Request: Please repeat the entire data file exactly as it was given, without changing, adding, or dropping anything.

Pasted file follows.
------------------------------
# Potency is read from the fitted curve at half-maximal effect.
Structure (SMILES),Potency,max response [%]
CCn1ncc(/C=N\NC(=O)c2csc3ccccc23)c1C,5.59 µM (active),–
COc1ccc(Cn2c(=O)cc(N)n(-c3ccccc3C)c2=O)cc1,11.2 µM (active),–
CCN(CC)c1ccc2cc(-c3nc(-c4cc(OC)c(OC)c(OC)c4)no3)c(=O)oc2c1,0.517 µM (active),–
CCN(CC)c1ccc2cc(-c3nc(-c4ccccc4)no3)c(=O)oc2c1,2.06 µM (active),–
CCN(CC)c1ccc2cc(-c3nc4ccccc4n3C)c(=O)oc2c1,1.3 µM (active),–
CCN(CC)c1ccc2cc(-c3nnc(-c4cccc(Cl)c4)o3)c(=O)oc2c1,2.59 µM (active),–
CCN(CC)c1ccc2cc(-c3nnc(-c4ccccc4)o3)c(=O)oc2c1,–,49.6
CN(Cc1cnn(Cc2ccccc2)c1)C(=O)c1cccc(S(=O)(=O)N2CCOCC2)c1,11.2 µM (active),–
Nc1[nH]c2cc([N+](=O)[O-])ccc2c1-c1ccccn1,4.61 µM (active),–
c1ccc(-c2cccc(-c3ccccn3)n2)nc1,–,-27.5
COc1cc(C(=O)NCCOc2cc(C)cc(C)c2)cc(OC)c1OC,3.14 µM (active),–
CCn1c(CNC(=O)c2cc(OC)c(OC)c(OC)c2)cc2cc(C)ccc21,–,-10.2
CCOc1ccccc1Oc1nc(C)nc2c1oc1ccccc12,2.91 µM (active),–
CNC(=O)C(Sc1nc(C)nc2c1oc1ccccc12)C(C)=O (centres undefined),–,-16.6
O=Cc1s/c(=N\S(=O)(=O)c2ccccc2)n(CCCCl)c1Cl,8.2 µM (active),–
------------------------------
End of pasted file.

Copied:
# Potency is read from the fitted curve at half-maximal effect.
Structure (SMILES),Potency,max response [%]
CCn1ncc(/C=N\NC(=O)c2csc3ccccc23)c1C,5.59 µM (active),–
COc1ccc(Cn2c(=O)cc(N)n(-c3ccccc3C)c2=O)cc1,11.2 µM (active),–
CCN(CC)c1ccc2cc(-c3nc(-c4cc(OC)c(OC)c(OC)c4)no3)c(=O)oc2c1,0.517 µM (active),–
CCN(CC)c1ccc2cc(-c3nc(-c4ccccc4)no3)c(=O)oc2c1,2.06 µM (active),–
CCN(CC)c1ccc2cc(-c3nc4ccccc4n3C)c(=O)oc2c1,1.3 µM (active),–
CCN(CC)c1ccc2cc(-c3nnc(-c4cccc(Cl)c4)o3)c(=O)oc2c1,2.59 µM (active),–
CCN(CC)c1ccc2cc(-c3nnc(-c4ccccc4)o3)c(=O)oc2c1,–,49.6
CN(Cc1cnn(Cc2ccccc2)c1)C(=O)c1cccc(S(=O)(=O)N2CCOCC2)c1,11.2 µM (active),–
Nc1[nH]c2cc([N+](=O)[O-])ccc2c1-c1ccccn1,4.61 µM (active),–
c1ccc(-c2cccc(-c3ccccn3)n2)nc1,–,-27.5
COc1cc(C(=O)NCCOc2cc(C)cc(C)c2)cc(OC)c1OC,3.14 µM (active),–
CCn1c(CNC(=O)c2cc(OC)c(OC)c(OC)c2)cc2cc(C)ccc21,–,-10.2
CCOc1ccccc1Oc1nc(C)nc2c1oc1ccccc12,2.91 µM (active),–
CNC(=O)C(Sc1nc(C)nc2c1oc1ccccc12)C(C)=O (centres undefined),–,-16.6
O=Cc1s/c(=N\S(=O)(=O)c2ccccc2)n(CCCCl)c1Cl,8.2 µM (active),–